A current hot topic in politics is immigration. For hundreds of years, people have been coming to the United States for hundreds of different reasons. But politics and history aside, people keep moving to the United States, and these people earn and spend money, and have to make financial decisions. For someone in a new place with unfamiliar financial systems, this can be daunting. Noticing an ever-growing need for financial education and resources to be available to people from a myriad of socioeconomic, cultural, and language backgrounds, the CFPB conducted a field scan of financial education programs available to immigrant populations. The resulting report makes clear some of the financial challenges that many immigrants face.
As this report is a strong indicator of the direction the CFPB is heading, it serves as a good reminder to check your institution’s efforts and preparation to work with and educate immigrant consumers. This is a good idea for everyone, but if your institution is in an area with a high immigrant population, it is particularly important to look ahead and learn how you can improve customer/member reach and service.
Challenges Immigrants Face
Many low- and moderate-income persons find it challenging to build financial well-being. However, the challenges of being an immigrant combined with the challenges of low- to moderate-income socioeconomic status makes life even more difficult. The CFPB found that these challenges correlated strongly with knowledge and understanding of the financial system, trust in financial institutions, and experience with financial products.
Misunderstandings about fees and minimum balance requirements led many immigrant households to mistrust and express frustration with financial institutions. These feelings suggest that many immigrant consumers feel more comfortable paying a check casher than managing a bank account with minimum balance requirements and fees. Findings also support the belief that check cashers may have more convenient hours and locations and are more likely to have bilingual staff.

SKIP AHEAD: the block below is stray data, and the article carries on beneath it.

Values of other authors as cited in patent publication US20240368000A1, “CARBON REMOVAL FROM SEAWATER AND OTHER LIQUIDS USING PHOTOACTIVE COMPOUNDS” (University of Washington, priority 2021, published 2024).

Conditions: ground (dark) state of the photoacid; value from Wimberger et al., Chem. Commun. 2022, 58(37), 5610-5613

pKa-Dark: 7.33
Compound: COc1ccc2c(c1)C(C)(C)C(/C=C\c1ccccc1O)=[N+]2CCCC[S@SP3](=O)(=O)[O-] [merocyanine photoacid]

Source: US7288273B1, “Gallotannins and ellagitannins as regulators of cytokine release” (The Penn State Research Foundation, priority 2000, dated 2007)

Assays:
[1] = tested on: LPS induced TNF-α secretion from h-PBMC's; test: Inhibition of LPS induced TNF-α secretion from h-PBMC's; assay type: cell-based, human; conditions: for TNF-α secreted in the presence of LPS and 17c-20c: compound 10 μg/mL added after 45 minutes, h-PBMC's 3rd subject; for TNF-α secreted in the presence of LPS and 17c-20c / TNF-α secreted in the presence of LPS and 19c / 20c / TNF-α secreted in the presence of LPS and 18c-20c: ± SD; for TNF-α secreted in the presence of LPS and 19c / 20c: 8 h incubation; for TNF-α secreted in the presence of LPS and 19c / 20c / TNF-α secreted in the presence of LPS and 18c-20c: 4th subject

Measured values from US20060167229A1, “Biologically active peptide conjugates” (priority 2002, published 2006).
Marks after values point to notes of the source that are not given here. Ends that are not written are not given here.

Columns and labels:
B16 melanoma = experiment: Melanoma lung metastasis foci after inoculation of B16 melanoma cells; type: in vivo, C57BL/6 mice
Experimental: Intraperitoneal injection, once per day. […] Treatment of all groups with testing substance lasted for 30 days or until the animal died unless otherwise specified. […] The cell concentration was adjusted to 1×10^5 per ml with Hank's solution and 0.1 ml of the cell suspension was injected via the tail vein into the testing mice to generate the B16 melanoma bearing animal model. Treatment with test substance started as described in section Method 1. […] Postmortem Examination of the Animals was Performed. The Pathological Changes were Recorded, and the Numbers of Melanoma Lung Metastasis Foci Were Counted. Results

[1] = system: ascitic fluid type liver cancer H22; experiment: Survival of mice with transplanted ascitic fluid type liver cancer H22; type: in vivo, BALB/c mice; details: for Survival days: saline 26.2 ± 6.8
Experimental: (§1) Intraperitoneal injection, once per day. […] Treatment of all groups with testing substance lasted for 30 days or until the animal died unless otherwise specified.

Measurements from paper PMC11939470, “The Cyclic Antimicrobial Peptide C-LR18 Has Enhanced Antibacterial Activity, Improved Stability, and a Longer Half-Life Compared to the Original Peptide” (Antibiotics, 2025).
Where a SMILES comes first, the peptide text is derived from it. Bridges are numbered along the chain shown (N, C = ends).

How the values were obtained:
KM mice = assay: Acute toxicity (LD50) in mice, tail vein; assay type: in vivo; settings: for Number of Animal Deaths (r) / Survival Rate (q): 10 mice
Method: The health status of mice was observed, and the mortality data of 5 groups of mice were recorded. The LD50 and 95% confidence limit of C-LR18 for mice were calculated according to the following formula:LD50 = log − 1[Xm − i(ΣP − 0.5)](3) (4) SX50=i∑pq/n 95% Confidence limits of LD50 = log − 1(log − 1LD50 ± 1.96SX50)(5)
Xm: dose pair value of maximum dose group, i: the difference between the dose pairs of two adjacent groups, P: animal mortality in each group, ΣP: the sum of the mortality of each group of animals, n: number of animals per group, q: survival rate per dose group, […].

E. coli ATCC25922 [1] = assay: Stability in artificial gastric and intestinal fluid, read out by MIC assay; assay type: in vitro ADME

Because these people are new to the United States, credit reporting companies typically have not yet compiled a credit history on them. That means that many immigrants have a “thin” credit file or no file at all. For those who were able to get credit, a limited understanding of the features of the products and the information about managing credit and debt further damages their ability to obtain future credit. However, this challenge extends beyond personal credit. According to the Small Business Administration, approximately one in 10 immigrant workers owns a business. Again, lack of credit history and information makes it difficult for these immigrant business owners to borrow beyond personal credit cards and loans.
Many immigrants are unaware or uninformed about the documentation requirements for opening an account at a financial institution. Many believed opening a bank account required a Social Security number or a driver’s license, when in fact, some institutions accept foreign passports, consular IDs or other alternative forms of identification.
The above challenges become even more difficult for individuals who have limited English proficiency. Financial disclosures and other documents may only be available in English and many institutions do not have bilingual employees, particularly for languages other than Spanish. When financial education materials and documents are provided in other languages, they are often translated from English to their literal foreign language equivalent, which can be difficult to understand or even unintelligible for the reader. Language challenges also can cause immigrant consumers to be more susceptible to scams and deceptive practices.
Challenges Financial Educators Face
Many of the challenges faced by immigrants correspond to challenges faced by financial educators. Immigrant populations are difficult for financial educators to reach because immigrants, especially those who lack documentation, may not trust offers of help coming from outside their social networks. In addition, many immigrants work nonstandard hours and it may be difficult for financial institutions to offer education programs tailored to nontraditional schedules.